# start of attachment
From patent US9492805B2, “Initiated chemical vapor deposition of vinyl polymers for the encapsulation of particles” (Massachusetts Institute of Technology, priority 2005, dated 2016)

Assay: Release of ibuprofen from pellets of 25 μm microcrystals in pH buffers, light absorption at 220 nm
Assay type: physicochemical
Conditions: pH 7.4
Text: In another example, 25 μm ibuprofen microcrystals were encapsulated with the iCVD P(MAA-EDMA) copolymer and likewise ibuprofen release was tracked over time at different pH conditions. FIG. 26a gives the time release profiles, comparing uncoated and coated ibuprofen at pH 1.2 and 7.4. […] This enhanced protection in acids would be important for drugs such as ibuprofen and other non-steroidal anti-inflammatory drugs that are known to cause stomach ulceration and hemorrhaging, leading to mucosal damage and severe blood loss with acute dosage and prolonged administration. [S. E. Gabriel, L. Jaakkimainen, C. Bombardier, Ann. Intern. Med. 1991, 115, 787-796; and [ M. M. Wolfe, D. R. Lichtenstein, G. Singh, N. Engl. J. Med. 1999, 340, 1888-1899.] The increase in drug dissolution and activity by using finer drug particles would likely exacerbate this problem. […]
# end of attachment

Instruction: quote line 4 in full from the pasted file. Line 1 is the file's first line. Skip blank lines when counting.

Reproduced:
Conditions: pH 7.4